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Winter rain shortage dries out summer crops in Himachal

According to the Indian Meteorological Department, the total rainfall this winter (January 1 to February 28) in Himachal was a mere 59 millimetres against a long-period average of 193 mm - a deficit of 69 percent. Since March 1 too, there has been a rain deficit of 55 percent.

Written by Gagandeep Singh Dhillon | Shimla |
April 11, 2021 8:36:21 am
Even in Germany where farmers form 2.5 per cent of the population, 1.30 lakh farms have closed since 2005, he added.(Express Photo)

“There is zero crop in our land this year. Wheat threshing machines are lying silent and fodder is being brought from Punjab,” says Madan Lal, a farmer in Bakroa village in Bilaspur district of Himachal Pradesh.

In a normal Rabi season, Lal is able to produce 30 to 40 quintals of wheat and 20 to 30 quintals of maize in his eight bighas of land. But in a drought-like situtation persisting since January in the hill state where agriculture is largely rain-fed, Lal and other farmers have suffered severe crop failure this year.

Balbir Parihar, a farmer from Kahla in Solan district, said that people in his village are feeding wheat to the cattle due to lack of fodder. “Wheat plants are stunted because right from the time of sowing in December, there has been very little rain. Since we do not use much chemical fertiliser here, we are using wheat as fodder,” he said.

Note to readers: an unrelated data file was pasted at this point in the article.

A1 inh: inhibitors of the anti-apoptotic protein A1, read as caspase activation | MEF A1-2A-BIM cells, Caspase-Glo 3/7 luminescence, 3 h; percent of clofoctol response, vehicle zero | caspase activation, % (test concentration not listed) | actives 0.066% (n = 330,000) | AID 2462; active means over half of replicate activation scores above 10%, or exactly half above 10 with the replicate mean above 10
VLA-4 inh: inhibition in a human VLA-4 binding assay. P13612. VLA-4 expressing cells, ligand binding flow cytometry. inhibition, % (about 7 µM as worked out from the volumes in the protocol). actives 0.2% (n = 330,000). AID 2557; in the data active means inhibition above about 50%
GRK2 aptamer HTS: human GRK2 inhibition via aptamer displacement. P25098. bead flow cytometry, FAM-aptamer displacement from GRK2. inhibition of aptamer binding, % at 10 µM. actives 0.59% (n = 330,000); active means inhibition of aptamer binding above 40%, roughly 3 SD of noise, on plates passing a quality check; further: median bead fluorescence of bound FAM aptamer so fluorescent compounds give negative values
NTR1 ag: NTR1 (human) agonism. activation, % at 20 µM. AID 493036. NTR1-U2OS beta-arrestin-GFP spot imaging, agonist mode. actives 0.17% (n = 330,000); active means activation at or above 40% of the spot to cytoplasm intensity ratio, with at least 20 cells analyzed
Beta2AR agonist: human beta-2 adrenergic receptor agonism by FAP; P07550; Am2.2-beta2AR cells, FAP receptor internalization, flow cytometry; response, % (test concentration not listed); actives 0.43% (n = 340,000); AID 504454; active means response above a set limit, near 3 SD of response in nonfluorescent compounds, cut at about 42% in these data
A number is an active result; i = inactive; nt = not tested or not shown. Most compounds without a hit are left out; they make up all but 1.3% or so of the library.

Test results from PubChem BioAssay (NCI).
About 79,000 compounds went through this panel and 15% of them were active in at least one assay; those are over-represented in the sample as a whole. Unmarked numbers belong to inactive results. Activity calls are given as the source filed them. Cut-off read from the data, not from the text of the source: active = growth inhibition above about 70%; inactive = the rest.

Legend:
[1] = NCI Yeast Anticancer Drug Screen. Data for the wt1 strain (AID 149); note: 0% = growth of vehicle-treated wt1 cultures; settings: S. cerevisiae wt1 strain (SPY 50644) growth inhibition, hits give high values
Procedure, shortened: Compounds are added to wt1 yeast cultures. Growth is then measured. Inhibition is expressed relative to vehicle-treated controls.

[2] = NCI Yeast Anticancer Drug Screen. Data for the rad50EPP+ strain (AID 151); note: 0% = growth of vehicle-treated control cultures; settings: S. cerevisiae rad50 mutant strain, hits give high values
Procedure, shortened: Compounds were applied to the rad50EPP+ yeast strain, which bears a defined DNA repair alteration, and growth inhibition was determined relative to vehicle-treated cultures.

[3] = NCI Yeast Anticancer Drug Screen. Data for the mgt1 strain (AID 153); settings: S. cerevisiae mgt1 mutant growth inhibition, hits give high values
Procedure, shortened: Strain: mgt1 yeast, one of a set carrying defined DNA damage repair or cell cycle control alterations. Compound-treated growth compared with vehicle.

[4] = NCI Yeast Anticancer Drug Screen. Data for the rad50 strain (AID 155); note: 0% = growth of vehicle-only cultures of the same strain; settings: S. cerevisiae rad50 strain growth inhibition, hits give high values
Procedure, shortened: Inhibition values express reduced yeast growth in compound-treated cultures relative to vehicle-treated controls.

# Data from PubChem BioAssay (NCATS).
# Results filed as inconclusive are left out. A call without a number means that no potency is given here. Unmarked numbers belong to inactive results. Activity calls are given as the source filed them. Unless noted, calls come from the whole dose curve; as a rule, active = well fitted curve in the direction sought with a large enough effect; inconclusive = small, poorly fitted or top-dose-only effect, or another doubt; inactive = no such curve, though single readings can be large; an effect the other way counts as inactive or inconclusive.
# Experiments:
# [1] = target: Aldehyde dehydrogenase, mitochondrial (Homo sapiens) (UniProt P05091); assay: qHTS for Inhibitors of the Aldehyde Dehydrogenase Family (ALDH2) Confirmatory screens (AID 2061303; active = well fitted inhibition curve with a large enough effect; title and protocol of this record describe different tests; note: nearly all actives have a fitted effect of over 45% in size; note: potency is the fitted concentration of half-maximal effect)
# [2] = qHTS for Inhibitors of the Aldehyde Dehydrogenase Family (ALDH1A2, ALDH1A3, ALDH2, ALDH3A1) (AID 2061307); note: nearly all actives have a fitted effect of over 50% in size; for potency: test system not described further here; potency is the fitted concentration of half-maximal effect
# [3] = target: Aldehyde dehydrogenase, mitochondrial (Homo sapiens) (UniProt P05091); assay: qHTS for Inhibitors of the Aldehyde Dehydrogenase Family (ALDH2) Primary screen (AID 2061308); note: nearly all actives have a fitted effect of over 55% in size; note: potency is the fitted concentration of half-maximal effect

According to the Indian Meteorological Department, the total rainfall this winter (January 1 to February 28) in Himachal was a mere 59 millimetres against a long-period average of 193 mm – a deficit of 69 percent. Since March 1 too, there has been a rain deficit of 55 percent.

“In irrigated areas of our district such as Haroli and Gagret, there is actually expected to be a bumper crop because there were no moisture-related crop diseases. But 6,000-7,000 hectares of cultivated land have been affected by the drought here, which means the yield of wheat will likely be 30-40 percent less than normal in such areas,” said Atul Dogra, an agriculture official in Una.

He said that since erratic weather patterns are becoming the norm in the Himalaya, farmers are being encouraged to go for crop insurance and use a moisture-retaining method of ploughing.

Horticulturists are faced with similar losses and have been demanding an official declaration of drought. The chilling requirements of temperate fruit plants including apples, cherries and pears could not be met this winter due to lack of sufficient snow. Apple plants are currently in their flowering stage and prone to damage by hailstorms which is what happened in many areas of the apple belt last year.

In a meeting held to review the situation on Friday, Chief Minister Jai Ram Thakur asked district officials to regularly monitor the situation arising out of shortage of fodder while Jal Shakti Minister Mahender Singh Thakur sought a consolidated report regarding horticultural, agricultural and other losses caused by the drought-like situation. With the coming summer months likely to witness drinking water shortage, Singh also asked deputy commissioners to identify land for constructing water harvesting structures.

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